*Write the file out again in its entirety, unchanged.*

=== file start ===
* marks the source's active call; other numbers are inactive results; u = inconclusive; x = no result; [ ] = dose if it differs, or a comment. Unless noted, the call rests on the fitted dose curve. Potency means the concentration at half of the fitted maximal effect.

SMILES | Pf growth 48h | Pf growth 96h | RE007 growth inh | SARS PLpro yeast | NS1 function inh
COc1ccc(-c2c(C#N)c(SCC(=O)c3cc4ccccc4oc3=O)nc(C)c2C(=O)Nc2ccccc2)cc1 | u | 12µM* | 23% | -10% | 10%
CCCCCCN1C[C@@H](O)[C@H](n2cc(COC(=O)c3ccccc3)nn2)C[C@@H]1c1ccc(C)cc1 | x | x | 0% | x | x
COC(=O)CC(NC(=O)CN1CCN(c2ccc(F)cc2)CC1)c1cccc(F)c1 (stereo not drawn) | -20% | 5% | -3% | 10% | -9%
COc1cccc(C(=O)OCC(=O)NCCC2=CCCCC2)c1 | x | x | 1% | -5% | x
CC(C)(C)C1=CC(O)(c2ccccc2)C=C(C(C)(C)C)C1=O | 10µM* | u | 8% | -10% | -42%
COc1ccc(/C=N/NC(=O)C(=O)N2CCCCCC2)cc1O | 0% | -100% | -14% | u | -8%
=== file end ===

* marks the source's active call; other numbers are inactive results; u = inconclusive; x = no result; [ ] = dose if it differs, or a comment. Unless noted, the call rests on the fitted dose curve. Potency means the concentration at half of the fitted maximal effect.

SMILES | Pf growth 48h | Pf growth 96h | RE007 growth inh | SARS PLpro yeast | NS1 function inh
COc1ccc(-c2c(C#N)c(SCC(=O)c3cc4ccccc4oc3=O)nc(C)c2C(=O)Nc2ccccc2)cc1 | u | 12µM* | 23% | -10% | 10%
CCCCCCN1C[C@@H](O)[C@H](n2cc(COC(=O)c3ccccc3)nn2)C[C@@H]1c1ccc(C)cc1 | x | x | 0% | x | x
COC(=O)CC(NC(=O)CN1CCN(c2ccc(F)cc2)CC1)c1cccc(F)c1 (stereo not drawn) | -20% | 5% | -3% | 10% | -9%
COc1cccc(C(=O)OCC(=O)NCCC2=CCCCC2)c1 | x | x | 1% | -5% | x
CC(C)(C)C1=CC(O)(c2ccccc2)C=C(C(C)(C)C)C1=O | 10µM* | u | 8% | -10% | -42%
COc1ccc(/C=N/NC(=O)C(=O)N2CCCCCC2)cc1O | 0% | -100% | -14% | u | -8%